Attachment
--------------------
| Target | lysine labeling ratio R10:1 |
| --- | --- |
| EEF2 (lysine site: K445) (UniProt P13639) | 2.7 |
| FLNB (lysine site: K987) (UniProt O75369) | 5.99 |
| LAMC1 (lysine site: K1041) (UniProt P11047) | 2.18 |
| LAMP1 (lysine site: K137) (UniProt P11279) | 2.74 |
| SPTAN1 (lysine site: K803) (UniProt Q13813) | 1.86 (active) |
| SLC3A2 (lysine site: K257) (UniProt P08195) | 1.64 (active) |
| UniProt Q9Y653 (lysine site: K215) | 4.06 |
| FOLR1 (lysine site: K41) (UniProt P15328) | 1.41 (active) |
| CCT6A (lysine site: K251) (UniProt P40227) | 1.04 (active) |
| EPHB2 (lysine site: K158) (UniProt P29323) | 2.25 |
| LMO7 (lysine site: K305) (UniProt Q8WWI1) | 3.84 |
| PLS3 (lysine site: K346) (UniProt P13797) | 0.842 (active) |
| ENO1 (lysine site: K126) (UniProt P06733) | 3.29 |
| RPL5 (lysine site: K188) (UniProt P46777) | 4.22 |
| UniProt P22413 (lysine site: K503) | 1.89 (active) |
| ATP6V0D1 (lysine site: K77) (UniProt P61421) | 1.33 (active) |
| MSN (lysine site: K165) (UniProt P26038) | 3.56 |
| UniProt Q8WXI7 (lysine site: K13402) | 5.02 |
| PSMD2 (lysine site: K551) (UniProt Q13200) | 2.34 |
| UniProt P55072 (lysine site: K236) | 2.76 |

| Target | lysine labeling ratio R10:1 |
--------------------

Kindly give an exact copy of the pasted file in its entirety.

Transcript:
| Target | lysine labeling ratio R10:1 |
| --- | --- |
| EEF2 (lysine site: K445) (UniProt P13639) | 2.7 |
| FLNB (lysine site: K987) (UniProt O75369) | 5.99 |
| LAMC1 (lysine site: K1041) (UniProt P11047) | 2.18 |
| LAMP1 (lysine site: K137) (UniProt P11279) | 2.74 |
| SPTAN1 (lysine site: K803) (UniProt Q13813) | 1.86 (active) |
| SLC3A2 (lysine site: K257) (UniProt P08195) | 1.64 (active) |
| UniProt Q9Y653 (lysine site: K215) | 4.06 |
| FOLR1 (lysine site: K41) (UniProt P15328) | 1.41 (active) |
| CCT6A (lysine site: K251) (UniProt P40227) | 1.04 (active) |
| EPHB2 (lysine site: K158) (UniProt P29323) | 2.25 |
| LMO7 (lysine site: K305) (UniProt Q8WWI1) | 3.84 |
| PLS3 (lysine site: K346) (UniProt P13797) | 0.842 (active) |
| ENO1 (lysine site: K126) (UniProt P06733) | 3.29 |
| RPL5 (lysine site: K188) (UniProt P46777) | 4.22 |
| UniProt P22413 (lysine site: K503) | 1.89 (active) |
| ATP6V0D1 (lysine site: K77) (UniProt P61421) | 1.33 (active) |
| MSN (lysine site: K165) (UniProt P26038) | 3.56 |
| UniProt Q8WXI7 (lysine site: K13402) | 5.02 |
| PSMD2 (lysine site: K551) (UniProt Q13200) | 2.34 |
| UniProt P55072 (lysine site: K236) | 2.76 |

| Target | lysine labeling ratio R10:1 |